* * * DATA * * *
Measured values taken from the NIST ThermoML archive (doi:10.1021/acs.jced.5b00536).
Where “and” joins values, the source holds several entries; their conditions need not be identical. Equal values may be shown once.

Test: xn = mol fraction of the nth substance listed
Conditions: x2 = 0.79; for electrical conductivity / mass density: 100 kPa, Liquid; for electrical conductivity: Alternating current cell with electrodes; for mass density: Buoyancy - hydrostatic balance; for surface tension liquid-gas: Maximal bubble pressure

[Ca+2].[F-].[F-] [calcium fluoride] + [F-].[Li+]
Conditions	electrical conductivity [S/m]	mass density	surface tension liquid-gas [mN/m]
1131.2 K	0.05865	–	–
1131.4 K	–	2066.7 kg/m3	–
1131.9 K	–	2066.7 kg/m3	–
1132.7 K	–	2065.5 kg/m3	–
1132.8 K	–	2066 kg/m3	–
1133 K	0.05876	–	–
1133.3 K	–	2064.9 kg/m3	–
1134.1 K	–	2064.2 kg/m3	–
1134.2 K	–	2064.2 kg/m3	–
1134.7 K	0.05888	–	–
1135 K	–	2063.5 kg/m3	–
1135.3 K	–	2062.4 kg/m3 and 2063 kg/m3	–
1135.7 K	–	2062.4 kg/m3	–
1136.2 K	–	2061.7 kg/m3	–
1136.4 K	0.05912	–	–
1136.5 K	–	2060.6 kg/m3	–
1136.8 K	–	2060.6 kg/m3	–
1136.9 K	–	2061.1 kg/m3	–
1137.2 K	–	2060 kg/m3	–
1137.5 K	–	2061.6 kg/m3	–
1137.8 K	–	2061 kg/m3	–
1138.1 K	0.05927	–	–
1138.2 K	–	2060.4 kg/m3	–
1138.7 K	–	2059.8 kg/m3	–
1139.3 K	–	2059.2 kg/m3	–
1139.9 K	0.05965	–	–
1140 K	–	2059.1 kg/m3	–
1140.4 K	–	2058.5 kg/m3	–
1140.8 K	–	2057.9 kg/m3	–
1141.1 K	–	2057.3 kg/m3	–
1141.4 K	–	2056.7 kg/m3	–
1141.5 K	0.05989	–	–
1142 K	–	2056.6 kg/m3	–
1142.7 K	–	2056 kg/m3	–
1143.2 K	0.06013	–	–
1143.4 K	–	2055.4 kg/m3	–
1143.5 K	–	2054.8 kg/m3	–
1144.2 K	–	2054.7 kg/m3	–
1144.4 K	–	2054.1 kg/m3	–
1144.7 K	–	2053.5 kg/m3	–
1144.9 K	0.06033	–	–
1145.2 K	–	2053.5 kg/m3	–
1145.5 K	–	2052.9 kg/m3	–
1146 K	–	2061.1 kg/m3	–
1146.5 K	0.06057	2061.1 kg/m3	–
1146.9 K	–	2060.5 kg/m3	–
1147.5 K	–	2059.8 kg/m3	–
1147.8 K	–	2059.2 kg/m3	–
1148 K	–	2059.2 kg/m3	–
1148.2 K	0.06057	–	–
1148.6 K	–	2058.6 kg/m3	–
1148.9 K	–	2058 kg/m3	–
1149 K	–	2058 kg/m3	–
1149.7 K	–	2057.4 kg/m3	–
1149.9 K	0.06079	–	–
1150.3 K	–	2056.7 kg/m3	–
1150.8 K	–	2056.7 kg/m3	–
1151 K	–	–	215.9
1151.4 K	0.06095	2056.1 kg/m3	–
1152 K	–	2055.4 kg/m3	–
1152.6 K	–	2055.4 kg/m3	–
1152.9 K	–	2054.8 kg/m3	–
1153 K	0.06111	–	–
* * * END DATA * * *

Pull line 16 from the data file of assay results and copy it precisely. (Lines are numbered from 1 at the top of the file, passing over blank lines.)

1134.7 K	0.05888	–	–